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Pinoy Inhinyero by Ethel Clemente FernandezCrossing the bridge from Eng’r. to P.Eng.

By Ethel Clemente Fernandez

2014 Executive Committee. (L-r): Edwin Yazon, Edgar Duroni, Angelito Velasco, May Jonson, Ethel Fernandez, Nancy Santoyo, Alen Joson, Norman Garcia
Golf Tournament, Players Golf Course, August 16, 2014
Summer Picnic, Kildonan Park, July 12, 2014

Licensed engineers in the Philippines add the title “Eng’r.” before their names – e.g. Eng’r. Juan dela Cruz. In Canada, licensed engineers add the designation “P.Eng.” after their names, which stands for “professional engineer” – e.g. Juan dela Cruz, P.Eng.

As Filipino engineers, we’ve all completed our immigration applications with the common response to the planned occupation: “Engineer.”

What happens though after landing here in Manitoba is anything but common. While a few went on to become professional engineers, most have had a career change.

Most of us are aware that engineering is a regulated profession in Canada. Thus, it is illegal to practice the profession without proper licensing and training.

What most of us may not be very aware of, or not very familiar with, are the requirements and the process of getting that license to practice. Each Canadian province has its own licensing body and regulations. In Manitoba, it is the Association of Professional Engineers and Geoscientists of the Province of Manitoba (APEGM). The process and documentation requirements vary from province to province, but in general, applicants must fulfill the following requirements:

  • academic qualification
  • work experience
  • English language competency
  • professional practice examination
  • good character

In fulfilling the academic qualification requirements, Philippine-educated engineers must undergo academic assessment. Usually, an assessment will necessitate the assignment of five or fewer confirmatory exams.

Compared to other provinces though, the APEGM offers more options in lieu of confirmatory exams. The following options are offered:

  • take equivalent university courses (if available)
  • interview process (if applicant has over 10 years of experience)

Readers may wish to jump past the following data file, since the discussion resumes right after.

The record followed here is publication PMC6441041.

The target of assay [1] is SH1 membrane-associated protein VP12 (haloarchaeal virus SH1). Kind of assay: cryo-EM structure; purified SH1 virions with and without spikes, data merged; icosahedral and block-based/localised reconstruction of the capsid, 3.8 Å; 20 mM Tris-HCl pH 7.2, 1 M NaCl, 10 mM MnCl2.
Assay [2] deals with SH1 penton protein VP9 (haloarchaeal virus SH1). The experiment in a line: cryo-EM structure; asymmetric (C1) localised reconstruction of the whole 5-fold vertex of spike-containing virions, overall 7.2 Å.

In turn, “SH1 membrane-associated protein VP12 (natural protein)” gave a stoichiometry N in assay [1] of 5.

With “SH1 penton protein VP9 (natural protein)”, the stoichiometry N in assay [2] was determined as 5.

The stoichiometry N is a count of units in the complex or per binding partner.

• Internationally-Educated Engineers Qualification Program (IEEQ)

As there are several options, you can choose the one that best suits your current situation. Oftentimes, when presented with options, choosing the best is a bit overwhelming. People often need help and sometimes that help is just a support group away.

For more than three years, the Filipino Members Chapter of the APEGM (FMC-APEGM) has been providing Philippine-educated engineers with the support and assistance that only those “who have been there” can provide. Volunteer chapter members who have gone down that road before can share a lot about the challenges and how to overcome them. They provide helpful information in your practice areas; your goals and making recommendations that will eventually help you choose your options. Other helpful information can also direct you to financial assistance, bursaries and scholarships.

The chapter provides various supports through its different committees, spearheaded by the FMC-APEGM Executive Committee. Several networking events are organized throughout the year, which include the Summer Picnic, Golf Tournament, and Christmas Party.

It is true that going through the licensing process is not a walk in the park. It may be challenging, but the rewards are great – not to mention the feeling of immense fulfillment and a great sense of achievement upon completion.

Read more on the FMC-APEGM and how it can further assist you in crossing that bridge from “Eng’r.” to “P. Eng.” in the next issue.

Ethel Clemente Fernandez is a registered member of the Association of Professional Engineers and Geoscientists of the Province of Manitoba (APEGM). She currently works for a federal crown corporation and is serving on the Executive Committee of the Filipino Members Chapter (FMC) - APEGM. For inquiries, please e-mail


Christmas Party, Victoria Inn, December 28, 2013